How To Manage Your Time When Everything Feels Important.Jul 27, 2023
Entrepreneur isn't the only hat that we wear. We may also be employees, parents, children, and friends. On top of that, we're just human beings with our own personal desires. Managing all thee roles often means managing juggling multiple priorities and sometimes it can feel like we don't know what to prioritize.
In this blog, you'll learn how to manage your time when everything feels important.
Continue reading or check out the video replay from Instagram above where we discussed this topic live.
When I first started building my business, I was struggling pretty significantly, with workaholism.
I was in the sales job and I was working around the clock. I used to work around the clock all the time. And when I say around the clock, I truly mean like AROUND THE CLOCK. My laptop might open up as early as 7am and at 6pm, I'm shutting it, and I'm going to open it back up again around nine, then I might work until 1 or 2am. I quite literally worked around the clock, but I also had this desire to build a business and to start building something that ultimately I could leave my job for. It was a battle for my time because I couldn't continue to work constantly around the clock and build this business.
I needed those hours.
Not only that - I needed sleep. I also had so many goals at that time of my life and my work was constantly taking precedence. It was constantly the thing that was always like eating up my time right and it felt like I don't know how to do this job, and make time for the other things that are important to me.
One day, I got to a point where decided I would shut my laptop at five.
In my mind, it was like, if somebody needs me or like has an emergency, I'm not available (nobody was dying at my job - it wasn't life or death).
Once my laptop was shut at five, all these hours that I was spending, working past five, working until 2am working and well before 8am, they became available to me for the things that I really wanted to do with my life.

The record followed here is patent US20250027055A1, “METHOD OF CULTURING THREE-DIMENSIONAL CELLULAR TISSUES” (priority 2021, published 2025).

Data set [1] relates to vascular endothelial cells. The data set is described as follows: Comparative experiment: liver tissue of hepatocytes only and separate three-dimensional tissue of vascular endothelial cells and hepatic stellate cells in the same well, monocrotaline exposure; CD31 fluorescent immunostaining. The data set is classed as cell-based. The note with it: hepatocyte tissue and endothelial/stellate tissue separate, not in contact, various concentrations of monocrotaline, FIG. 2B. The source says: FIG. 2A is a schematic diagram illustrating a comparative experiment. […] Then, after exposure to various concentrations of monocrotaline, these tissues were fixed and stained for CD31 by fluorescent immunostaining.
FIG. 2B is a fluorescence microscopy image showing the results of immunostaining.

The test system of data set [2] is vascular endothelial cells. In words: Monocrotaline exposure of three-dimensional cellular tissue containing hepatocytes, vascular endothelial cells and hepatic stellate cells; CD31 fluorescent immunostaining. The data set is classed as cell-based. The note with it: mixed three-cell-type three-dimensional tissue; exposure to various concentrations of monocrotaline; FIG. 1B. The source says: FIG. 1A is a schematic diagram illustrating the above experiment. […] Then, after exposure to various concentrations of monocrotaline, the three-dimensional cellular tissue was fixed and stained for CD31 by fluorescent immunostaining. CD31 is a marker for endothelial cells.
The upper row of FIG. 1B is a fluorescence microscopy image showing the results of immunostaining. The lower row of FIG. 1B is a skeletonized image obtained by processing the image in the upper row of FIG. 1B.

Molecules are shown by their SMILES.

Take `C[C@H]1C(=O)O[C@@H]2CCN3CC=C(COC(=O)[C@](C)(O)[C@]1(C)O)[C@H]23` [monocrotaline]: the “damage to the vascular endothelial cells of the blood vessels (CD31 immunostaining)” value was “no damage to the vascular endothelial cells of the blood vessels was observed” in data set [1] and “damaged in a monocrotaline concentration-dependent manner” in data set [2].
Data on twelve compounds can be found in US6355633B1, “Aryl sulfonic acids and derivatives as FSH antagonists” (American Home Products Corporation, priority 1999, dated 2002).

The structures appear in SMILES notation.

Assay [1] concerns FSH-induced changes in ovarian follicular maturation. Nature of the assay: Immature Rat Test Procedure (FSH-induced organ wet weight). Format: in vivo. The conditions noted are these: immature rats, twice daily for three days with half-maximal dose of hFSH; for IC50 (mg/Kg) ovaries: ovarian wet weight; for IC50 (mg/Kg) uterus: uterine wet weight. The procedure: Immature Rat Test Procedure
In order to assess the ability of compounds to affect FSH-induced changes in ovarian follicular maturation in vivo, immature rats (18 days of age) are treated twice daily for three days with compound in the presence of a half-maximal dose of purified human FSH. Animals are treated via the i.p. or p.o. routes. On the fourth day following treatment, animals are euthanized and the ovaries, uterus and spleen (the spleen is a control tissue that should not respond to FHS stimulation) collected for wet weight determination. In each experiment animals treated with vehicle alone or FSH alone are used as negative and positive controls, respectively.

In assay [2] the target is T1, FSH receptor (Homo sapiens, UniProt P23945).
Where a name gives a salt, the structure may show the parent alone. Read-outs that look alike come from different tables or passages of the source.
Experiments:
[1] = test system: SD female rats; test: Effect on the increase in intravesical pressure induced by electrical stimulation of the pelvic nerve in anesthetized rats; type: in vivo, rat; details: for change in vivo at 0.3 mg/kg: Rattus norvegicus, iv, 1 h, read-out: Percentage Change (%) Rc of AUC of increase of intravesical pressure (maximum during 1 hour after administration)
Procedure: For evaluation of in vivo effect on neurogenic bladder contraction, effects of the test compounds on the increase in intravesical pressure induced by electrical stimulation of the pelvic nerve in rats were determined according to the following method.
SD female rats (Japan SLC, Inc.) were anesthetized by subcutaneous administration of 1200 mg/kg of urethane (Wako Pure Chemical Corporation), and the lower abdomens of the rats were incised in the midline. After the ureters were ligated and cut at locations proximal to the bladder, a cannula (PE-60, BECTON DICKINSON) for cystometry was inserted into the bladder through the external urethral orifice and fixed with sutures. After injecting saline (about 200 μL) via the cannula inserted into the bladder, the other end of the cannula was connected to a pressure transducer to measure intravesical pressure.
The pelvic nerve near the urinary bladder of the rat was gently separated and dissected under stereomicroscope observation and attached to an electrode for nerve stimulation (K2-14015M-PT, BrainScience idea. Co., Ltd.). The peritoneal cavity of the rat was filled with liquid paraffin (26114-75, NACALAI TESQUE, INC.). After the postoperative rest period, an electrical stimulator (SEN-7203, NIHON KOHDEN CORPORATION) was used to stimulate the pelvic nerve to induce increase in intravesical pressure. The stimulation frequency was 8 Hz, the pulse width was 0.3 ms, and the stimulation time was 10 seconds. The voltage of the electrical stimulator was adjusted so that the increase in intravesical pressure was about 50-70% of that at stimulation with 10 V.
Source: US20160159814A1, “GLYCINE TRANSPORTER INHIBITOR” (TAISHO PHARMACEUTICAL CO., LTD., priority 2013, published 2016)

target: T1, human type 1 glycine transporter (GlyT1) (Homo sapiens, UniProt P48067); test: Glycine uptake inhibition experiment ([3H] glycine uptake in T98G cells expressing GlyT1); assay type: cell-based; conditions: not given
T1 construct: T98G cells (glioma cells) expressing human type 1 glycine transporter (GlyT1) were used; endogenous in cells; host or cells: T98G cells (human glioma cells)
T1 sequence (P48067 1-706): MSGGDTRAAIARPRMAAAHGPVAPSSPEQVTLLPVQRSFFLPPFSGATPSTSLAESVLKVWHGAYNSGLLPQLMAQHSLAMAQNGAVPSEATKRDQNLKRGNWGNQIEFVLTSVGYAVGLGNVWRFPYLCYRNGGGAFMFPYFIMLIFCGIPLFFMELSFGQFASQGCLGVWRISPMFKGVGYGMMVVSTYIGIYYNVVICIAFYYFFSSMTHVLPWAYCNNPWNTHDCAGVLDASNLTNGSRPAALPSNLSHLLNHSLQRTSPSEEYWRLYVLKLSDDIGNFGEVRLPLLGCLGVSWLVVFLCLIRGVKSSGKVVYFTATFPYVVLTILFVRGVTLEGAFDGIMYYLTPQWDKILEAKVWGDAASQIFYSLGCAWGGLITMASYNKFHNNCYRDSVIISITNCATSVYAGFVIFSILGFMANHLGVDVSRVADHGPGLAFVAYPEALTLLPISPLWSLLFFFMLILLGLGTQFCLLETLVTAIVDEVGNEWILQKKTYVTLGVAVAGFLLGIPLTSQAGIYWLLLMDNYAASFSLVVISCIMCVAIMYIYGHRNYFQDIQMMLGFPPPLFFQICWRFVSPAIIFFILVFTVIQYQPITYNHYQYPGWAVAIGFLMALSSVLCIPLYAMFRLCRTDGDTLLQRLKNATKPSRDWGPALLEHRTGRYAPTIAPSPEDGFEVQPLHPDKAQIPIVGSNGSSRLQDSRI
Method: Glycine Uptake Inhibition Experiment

So how did I make the decision to shut the laptop at 5 no matter what?
I created metrics.
If we are asking, "how do I decide what to do or how to spend my time when everything feels important?", that showcases that we have not defined our metrics for importance.
The proof is in the pudding when we hone in on this question.
We're not saying everything is important, we're saying everything feels important. Feelings are not always fact, but are a guide. The fact is that not only is everything not important to us, but everything is not as important as we've determined.
We feel that things are competing because we are more focused on what we think we should do, than what we want to do or need to do.
What I find when I look back on my life and I think about all of these priorities that felt like they were competing, what I realized is that the the common denominator was I truly just felt obligated.
I felt obligated to work this extra time.
I felt obligated to commit these hours.
I felt obligated to make these different commitments.
So now it feels like everything is important because I feel like I should be doing this.
If we want to create time for the things that matter to us, we have to learn how to decipher between what is obligation (the things that feel important) and what we actually desire (the things that are important).